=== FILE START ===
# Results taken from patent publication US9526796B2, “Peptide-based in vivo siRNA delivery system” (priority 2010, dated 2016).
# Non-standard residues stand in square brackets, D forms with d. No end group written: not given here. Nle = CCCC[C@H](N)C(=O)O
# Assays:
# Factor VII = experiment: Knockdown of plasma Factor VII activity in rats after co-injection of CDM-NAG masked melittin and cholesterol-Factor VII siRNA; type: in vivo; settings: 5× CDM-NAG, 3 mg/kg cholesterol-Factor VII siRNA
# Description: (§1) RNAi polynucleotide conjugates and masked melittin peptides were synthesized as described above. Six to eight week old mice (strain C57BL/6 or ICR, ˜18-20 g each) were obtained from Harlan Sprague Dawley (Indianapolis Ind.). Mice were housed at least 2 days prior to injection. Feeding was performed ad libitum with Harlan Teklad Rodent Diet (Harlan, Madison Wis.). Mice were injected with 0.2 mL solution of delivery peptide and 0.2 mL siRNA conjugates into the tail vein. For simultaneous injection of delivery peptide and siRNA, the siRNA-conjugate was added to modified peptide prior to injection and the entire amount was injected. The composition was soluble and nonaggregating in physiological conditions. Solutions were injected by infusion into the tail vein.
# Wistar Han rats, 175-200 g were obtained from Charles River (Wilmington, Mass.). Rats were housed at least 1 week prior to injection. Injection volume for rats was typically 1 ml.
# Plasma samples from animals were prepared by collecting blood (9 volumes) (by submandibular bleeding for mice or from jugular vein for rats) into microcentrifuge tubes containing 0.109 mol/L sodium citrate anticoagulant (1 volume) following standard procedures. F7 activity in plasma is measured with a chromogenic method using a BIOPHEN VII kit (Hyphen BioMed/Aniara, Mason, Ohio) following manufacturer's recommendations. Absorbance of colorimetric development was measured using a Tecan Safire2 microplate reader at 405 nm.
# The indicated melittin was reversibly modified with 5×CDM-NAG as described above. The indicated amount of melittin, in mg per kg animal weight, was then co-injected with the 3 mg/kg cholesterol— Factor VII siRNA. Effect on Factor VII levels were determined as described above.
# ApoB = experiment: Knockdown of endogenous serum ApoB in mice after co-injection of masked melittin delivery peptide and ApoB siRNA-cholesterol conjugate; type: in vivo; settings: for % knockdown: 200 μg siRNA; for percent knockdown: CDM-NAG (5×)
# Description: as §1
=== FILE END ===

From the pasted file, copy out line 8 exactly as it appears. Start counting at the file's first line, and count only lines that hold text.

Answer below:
# The indicated melittin was reversibly modified with 5×CDM-NAG as described above. The indicated amount of melittin, in mg per kg animal weight, was then co-injected with the 3 mg/kg cholesterol— Factor VII siRNA. Effect on Factor VII levels were determined as described above.